Category: Human Exploration
How many telescopes can you fit on Mt John? Mount John, New Zealand, is the home of University of Canterbury’s research observatory and Dark Sky Project’s stargazing tours. So, there are a lot of telescopes of all sizes, and I thought it would be interesting to write about them. Starting with the smallest. Celestion 9
I have been reading more books this year at a rapid pace. These are the astronomy books that I have been reading. If you would like to follow what I am reading (not just astronomy books) check out my Good Reads page (https://www.goodreads.com/user/show/75557397-holly-mcclelland), if you only want some new astronomy reads see the list below:
During the nationwide observance of Matariki, on a mild winter morning in Takapō (Tekapo), the Dark Sky Project was launched. The Dark Sky Project, formally Earth and Sky, took the next big step forward in astro-tourism by opening a new lake-front center with a new diner, a new indoor astronomy experience, the Dark Sky Experience
The Brashear Telescope is a masterpiece of the Victorian age technology. It stands 9 m tall with a refracting lens of 18 inches (45.72 cm) across. And it is getting a new home in Tekapo, New Zealand. The Brashear Telescope was built in 1894. The mount was built by the company Warner & Swasey Co
“MOA (Microlensing Observations in Astrophysics) is a Japan/NZ collaboration that makes observations on dark matter, extra-solar planets and stellar atmospheres using the gravitational microlensing technique at the University of Canterbury Mt John Observatory in New Zealand. Further studies are also carried out.” (MOA Page, University of Canterbury)
Observing the transit of Venus was no easy task, it required careful observations and measurement. 250 years ago expeditions went out across the world to measure this amazing and rare event in order to help us understand the size of the known universe.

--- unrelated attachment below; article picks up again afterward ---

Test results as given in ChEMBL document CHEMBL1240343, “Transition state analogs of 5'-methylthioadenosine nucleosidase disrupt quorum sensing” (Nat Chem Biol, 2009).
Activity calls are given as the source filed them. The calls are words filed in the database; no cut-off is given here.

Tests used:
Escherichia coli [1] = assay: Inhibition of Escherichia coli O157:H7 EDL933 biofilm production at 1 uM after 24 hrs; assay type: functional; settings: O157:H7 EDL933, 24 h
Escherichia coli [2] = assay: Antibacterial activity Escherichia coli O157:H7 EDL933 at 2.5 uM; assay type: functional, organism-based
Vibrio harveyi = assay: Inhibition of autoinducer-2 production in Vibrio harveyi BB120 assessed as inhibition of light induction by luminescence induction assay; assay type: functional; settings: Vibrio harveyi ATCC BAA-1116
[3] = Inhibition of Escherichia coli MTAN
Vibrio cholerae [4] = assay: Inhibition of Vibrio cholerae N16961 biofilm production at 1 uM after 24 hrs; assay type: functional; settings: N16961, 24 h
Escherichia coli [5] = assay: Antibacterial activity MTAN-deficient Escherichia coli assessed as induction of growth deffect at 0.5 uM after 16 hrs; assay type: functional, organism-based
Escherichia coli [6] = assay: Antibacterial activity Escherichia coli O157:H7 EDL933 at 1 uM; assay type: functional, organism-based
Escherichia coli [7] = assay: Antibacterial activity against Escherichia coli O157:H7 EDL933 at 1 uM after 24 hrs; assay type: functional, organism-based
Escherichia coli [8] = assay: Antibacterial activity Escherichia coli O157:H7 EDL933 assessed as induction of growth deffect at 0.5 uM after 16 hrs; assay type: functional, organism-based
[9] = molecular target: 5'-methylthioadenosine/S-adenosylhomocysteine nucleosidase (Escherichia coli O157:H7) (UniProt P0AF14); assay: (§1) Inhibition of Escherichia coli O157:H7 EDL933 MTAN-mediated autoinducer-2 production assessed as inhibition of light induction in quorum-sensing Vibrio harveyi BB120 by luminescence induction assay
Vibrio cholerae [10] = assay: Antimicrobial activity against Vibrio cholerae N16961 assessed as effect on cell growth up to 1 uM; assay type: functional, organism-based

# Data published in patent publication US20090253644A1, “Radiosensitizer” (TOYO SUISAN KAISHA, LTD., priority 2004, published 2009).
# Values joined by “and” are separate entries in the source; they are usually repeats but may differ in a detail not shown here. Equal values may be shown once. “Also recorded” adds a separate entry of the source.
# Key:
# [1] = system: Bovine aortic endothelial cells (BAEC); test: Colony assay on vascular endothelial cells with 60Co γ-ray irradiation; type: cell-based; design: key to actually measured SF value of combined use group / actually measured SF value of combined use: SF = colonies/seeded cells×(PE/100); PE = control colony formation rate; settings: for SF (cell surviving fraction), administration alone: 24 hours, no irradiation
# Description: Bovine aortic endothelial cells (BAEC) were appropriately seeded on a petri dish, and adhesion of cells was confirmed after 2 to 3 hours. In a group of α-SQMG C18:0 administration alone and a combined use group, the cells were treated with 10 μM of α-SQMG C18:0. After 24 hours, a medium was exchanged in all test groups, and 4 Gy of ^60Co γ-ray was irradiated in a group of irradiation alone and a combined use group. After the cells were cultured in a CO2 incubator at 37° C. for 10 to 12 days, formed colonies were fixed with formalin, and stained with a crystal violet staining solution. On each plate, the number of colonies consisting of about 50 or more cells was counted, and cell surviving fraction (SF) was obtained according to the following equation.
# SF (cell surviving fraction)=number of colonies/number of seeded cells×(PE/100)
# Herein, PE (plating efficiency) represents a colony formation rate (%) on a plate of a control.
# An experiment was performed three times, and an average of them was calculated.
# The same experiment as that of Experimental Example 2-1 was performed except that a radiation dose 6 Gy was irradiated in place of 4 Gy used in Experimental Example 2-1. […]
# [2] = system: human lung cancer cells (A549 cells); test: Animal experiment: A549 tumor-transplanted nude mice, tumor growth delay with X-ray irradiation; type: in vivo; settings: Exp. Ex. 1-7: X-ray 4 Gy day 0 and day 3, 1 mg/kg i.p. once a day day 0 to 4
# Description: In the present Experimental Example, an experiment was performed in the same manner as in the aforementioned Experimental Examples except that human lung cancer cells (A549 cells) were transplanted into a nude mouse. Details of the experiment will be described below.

Party Time – Astronomy Style!
So you want to invite some friends over and you need a theme for your party. Why not make it as big as the universe, and take your guests on a view of the cosmos? It’s fun, it’s easy, and you don’t need a degree in the finer points of astrophysics (although that could be a hoot as well). The goal is for everyone to have a good time and not necessarily to earn three college credits in astronomy when the night is done. So let’s get started.
James Cook’s voyage to Tahiti in 1769 was the culmination of 130 years of work to observe and understand the Transit of Venus. Edmund Halley was instrumental in laying the foundations for the successful observations in 1769 and ultimately solving the Earth – Sun distance.
I am an Astronomy guide. I live in the Aoraki Mackenzie Dark Sky Reserve, working for Earth and Sky where we take people on tours of the sky and research telescopes. Because of my somewhat unique job title I often get asked about what I do. So, let me talk you through what happens. Firstly,
The question of who owns the Moon has always been an interesting topic. Fortunately we have a treaty system to say that no one can own the Moon – but before this there were some very interesting and somewhat crazy claimants.
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SpaceX is well advanced in it’s plans to build a huge rocket to take humans to Mars and they plan to do this by 2024. This article has a closer look at the Big Falcon Rocket to see what’s so special about it.
We are understanding a little more about the Super Massive Black Hole at the centre of our galaxy and observations are also revealing that Einstein was right about his theory of general relativity.
With all the talk of going back to the moon, we thought it’d be good to recap on who is doing what in the coming years about returning to the Moon.
A great reason to look up at the night sky is that you might see a supernova like the the one that Albert Jones spotted in 1987.